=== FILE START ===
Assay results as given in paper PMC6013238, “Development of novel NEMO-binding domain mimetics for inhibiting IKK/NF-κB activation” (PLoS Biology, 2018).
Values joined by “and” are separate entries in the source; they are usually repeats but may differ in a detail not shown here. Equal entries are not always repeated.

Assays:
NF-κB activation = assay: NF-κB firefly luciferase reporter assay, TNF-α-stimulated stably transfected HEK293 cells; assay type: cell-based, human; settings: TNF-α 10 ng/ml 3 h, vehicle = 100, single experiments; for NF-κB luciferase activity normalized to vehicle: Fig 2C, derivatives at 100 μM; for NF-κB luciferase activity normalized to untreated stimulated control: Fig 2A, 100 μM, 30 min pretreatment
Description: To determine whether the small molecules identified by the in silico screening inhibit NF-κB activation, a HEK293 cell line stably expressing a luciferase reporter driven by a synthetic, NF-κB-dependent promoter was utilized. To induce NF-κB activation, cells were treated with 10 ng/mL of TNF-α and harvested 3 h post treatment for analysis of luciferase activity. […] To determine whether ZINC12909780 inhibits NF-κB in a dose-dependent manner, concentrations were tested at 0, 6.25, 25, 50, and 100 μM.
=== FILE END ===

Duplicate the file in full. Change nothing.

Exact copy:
Assay results as given in paper PMC6013238, “Development of novel NEMO-binding domain mimetics for inhibiting IKK/NF-κB activation” (PLoS Biology, 2018).
Values joined by “and” are separate entries in the source; they are usually repeats but may differ in a detail not shown here. Equal entries are not always repeated.

Assays:
NF-κB activation = assay: NF-κB firefly luciferase reporter assay, TNF-α-stimulated stably transfected HEK293 cells; assay type: cell-based, human; settings: TNF-α 10 ng/ml 3 h, vehicle = 100, single experiments; for NF-κB luciferase activity normalized to vehicle: Fig 2C, derivatives at 100 μM; for NF-κB luciferase activity normalized to untreated stimulated control: Fig 2A, 100 μM, 30 min pretreatment
Description: To determine whether the small molecules identified by the in silico screening inhibit NF-κB activation, a HEK293 cell line stably expressing a luciferase reporter driven by a synthetic, NF-κB-dependent promoter was utilized. To induce NF-κB activation, cells were treated with 10 ng/mL of TNF-α and harvested 3 h post treatment for analysis of luciferase activity. […] To determine whether ZINC12909780 inhibits NF-κB in a dose-dependent manner, concentrations were tested at 0, 6.25, 25, 50, and 100 μM.